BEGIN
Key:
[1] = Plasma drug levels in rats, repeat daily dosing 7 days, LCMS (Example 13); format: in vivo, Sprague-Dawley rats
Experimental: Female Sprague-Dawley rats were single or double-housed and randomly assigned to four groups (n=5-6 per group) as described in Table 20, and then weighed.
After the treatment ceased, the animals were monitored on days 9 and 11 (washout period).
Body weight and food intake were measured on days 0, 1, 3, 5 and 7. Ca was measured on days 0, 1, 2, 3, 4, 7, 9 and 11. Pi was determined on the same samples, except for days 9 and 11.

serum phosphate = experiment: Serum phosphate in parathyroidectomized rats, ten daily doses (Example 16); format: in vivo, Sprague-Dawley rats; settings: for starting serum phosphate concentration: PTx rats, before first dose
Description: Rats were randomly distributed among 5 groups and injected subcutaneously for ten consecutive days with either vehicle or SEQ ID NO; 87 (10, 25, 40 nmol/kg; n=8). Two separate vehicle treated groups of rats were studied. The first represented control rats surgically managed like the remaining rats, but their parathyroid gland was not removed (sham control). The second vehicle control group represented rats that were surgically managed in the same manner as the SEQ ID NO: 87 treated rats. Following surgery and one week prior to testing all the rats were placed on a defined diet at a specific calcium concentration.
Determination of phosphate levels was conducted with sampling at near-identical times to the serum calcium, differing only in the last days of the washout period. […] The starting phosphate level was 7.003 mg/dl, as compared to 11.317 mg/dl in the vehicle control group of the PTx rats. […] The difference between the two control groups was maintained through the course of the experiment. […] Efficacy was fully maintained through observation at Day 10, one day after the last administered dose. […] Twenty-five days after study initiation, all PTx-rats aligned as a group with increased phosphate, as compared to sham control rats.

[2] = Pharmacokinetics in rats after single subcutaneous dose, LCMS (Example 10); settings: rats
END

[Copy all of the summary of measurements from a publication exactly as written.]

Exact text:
Key:
[1] = Plasma drug levels in rats, repeat daily dosing 7 days, LCMS (Example 13); format: in vivo, Sprague-Dawley rats
Experimental: Female Sprague-Dawley rats were single or double-housed and randomly assigned to four groups (n=5-6 per group) as described in Table 20, and then weighed.
After the treatment ceased, the animals were monitored on days 9 and 11 (washout period).
Body weight and food intake were measured on days 0, 1, 3, 5 and 7. Ca was measured on days 0, 1, 2, 3, 4, 7, 9 and 11. Pi was determined on the same samples, except for days 9 and 11.

serum phosphate = experiment: Serum phosphate in parathyroidectomized rats, ten daily doses (Example 16); format: in vivo, Sprague-Dawley rats; settings: for starting serum phosphate concentration: PTx rats, before first dose
Description: Rats were randomly distributed among 5 groups and injected subcutaneously for ten consecutive days with either vehicle or SEQ ID NO; 87 (10, 25, 40 nmol/kg; n=8). Two separate vehicle treated groups of rats were studied. The first represented control rats surgically managed like the remaining rats, but their parathyroid gland was not removed (sham control). The second vehicle control group represented rats that were surgically managed in the same manner as the SEQ ID NO: 87 treated rats. Following surgery and one week prior to testing all the rats were placed on a defined diet at a specific calcium concentration.
Determination of phosphate levels was conducted with sampling at near-identical times to the serum calcium, differing only in the last days of the washout period. […] The starting phosphate level was 7.003 mg/dl, as compared to 11.317 mg/dl in the vehicle control group of the PTx rats. […] The difference between the two control groups was maintained through the course of the experiment. […] Efficacy was fully maintained through observation at Day 10, one day after the last administered dose. […] Twenty-five days after study initiation, all PTx-rats aligned as a group with increased phosphate, as compared to sham control rats.

[2] = Pharmacokinetics in rats after single subcutaneous dose, LCMS (Example 10); settings: rats